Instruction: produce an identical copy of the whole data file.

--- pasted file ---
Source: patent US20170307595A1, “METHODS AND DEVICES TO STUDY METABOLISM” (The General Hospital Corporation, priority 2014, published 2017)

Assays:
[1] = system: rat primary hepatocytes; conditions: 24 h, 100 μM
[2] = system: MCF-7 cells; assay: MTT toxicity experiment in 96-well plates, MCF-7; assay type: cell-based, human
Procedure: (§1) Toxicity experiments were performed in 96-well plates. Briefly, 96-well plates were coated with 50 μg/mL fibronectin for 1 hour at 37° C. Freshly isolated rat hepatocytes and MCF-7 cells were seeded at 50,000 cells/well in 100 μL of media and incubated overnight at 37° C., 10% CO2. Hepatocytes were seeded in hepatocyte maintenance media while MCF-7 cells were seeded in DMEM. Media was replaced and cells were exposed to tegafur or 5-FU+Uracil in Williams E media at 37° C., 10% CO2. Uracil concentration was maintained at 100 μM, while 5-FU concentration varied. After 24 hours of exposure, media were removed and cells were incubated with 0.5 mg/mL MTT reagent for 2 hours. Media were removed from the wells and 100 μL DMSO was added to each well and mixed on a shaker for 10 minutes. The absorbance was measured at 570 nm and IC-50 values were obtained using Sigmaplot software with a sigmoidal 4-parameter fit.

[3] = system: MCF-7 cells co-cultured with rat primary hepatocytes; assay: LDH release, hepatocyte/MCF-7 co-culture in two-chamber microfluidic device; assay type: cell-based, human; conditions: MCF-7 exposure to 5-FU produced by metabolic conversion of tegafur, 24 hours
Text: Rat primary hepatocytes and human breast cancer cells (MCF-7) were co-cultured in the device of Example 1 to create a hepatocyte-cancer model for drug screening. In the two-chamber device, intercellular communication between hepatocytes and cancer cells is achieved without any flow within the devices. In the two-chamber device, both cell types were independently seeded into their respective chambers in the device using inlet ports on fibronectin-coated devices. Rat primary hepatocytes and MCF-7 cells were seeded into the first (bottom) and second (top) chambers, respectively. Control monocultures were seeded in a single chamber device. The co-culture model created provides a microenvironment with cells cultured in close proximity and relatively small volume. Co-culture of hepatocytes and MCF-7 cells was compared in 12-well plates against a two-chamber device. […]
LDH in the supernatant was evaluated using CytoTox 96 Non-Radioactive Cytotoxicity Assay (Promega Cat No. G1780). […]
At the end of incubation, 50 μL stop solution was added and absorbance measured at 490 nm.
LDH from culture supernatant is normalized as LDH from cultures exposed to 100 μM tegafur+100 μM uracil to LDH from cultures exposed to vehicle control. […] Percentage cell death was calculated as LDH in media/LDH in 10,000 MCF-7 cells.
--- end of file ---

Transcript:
Source: patent US20170307595A1, “METHODS AND DEVICES TO STUDY METABOLISM” (The General Hospital Corporation, priority 2014, published 2017)

Assays:
[1] = system: rat primary hepatocytes; conditions: 24 h, 100 μM
[2] = system: MCF-7 cells; assay: MTT toxicity experiment in 96-well plates, MCF-7; assay type: cell-based, human
Procedure: (§1) Toxicity experiments were performed in 96-well plates. Briefly, 96-well plates were coated with 50 μg/mL fibronectin for 1 hour at 37° C. Freshly isolated rat hepatocytes and MCF-7 cells were seeded at 50,000 cells/well in 100 μL of media and incubated overnight at 37° C., 10% CO2. Hepatocytes were seeded in hepatocyte maintenance media while MCF-7 cells were seeded in DMEM. Media was replaced and cells were exposed to tegafur or 5-FU+Uracil in Williams E media at 37° C., 10% CO2. Uracil concentration was maintained at 100 μM, while 5-FU concentration varied. After 24 hours of exposure, media were removed and cells were incubated with 0.5 mg/mL MTT reagent for 2 hours. Media were removed from the wells and 100 μL DMSO was added to each well and mixed on a shaker for 10 minutes. The absorbance was measured at 570 nm and IC-50 values were obtained using Sigmaplot software with a sigmoidal 4-parameter fit.

[3] = system: MCF-7 cells co-cultured with rat primary hepatocytes; assay: LDH release, hepatocyte/MCF-7 co-culture in two-chamber microfluidic device; assay type: cell-based, human; conditions: MCF-7 exposure to 5-FU produced by metabolic conversion of tegafur, 24 hours
Text: Rat primary hepatocytes and human breast cancer cells (MCF-7) were co-cultured in the device of Example 1 to create a hepatocyte-cancer model for drug screening. In the two-chamber device, intercellular communication between hepatocytes and cancer cells is achieved without any flow within the devices. In the two-chamber device, both cell types were independently seeded into their respective chambers in the device using inlet ports on fibronectin-coated devices. Rat primary hepatocytes and MCF-7 cells were seeded into the first (bottom) and second (top) chambers, respectively. Control monocultures were seeded in a single chamber device. The co-culture model created provides a microenvironment with cells cultured in close proximity and relatively small volume. Co-culture of hepatocytes and MCF-7 cells was compared in 12-well plates against a two-chamber device. […]
LDH in the supernatant was evaluated using CytoTox 96 Non-Radioactive Cytotoxicity Assay (Promega Cat No. G1780). […]
At the end of incubation, 50 μL stop solution was added and absorbance measured at 490 nm.
LDH from culture supernatant is normalized as LDH from cultures exposed to 100 μM tegafur+100 μM uracil to LDH from cultures exposed to vehicle control. […] Percentage cell death was calculated as LDH in media/LDH in 10,000 MCF-7 cells.